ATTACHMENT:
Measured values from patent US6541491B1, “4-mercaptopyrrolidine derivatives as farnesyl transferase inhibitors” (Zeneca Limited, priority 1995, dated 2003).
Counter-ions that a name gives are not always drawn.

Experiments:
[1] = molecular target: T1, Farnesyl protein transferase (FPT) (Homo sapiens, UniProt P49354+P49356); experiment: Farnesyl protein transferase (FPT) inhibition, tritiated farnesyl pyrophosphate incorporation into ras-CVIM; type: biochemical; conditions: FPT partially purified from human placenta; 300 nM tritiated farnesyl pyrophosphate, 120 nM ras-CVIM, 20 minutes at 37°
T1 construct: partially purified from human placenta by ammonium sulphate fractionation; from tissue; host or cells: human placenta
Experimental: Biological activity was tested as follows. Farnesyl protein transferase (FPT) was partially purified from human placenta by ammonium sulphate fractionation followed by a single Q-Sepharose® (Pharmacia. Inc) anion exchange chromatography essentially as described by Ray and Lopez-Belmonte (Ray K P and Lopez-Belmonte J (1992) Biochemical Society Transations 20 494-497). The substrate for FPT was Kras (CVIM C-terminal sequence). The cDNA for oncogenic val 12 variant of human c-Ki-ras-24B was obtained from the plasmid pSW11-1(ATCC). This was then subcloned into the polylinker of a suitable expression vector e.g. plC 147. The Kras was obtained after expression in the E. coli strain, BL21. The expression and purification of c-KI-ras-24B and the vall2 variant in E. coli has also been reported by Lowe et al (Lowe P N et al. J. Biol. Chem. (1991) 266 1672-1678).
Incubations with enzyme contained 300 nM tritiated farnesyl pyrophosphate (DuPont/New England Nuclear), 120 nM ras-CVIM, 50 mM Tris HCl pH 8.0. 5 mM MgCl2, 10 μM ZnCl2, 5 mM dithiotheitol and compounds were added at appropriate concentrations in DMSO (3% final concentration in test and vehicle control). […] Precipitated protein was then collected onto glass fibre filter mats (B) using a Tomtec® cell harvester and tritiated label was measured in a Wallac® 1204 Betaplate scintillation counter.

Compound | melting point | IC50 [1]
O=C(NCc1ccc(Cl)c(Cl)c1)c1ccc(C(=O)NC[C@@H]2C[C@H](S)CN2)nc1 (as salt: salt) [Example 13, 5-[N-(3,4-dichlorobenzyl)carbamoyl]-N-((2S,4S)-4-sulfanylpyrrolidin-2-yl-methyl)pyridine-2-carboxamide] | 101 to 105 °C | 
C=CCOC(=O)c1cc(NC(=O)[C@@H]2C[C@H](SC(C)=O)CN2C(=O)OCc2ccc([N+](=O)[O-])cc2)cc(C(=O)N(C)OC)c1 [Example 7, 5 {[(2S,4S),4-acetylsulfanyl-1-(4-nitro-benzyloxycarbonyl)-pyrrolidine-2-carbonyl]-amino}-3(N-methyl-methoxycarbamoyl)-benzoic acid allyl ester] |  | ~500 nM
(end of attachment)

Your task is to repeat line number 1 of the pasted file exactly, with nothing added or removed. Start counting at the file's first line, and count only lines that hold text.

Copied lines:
Measured values from patent US6541491B1, “4-mercaptopyrrolidine derivatives as farnesyl transferase inhibitors” (Zeneca Limited, priority 1995, dated 2003).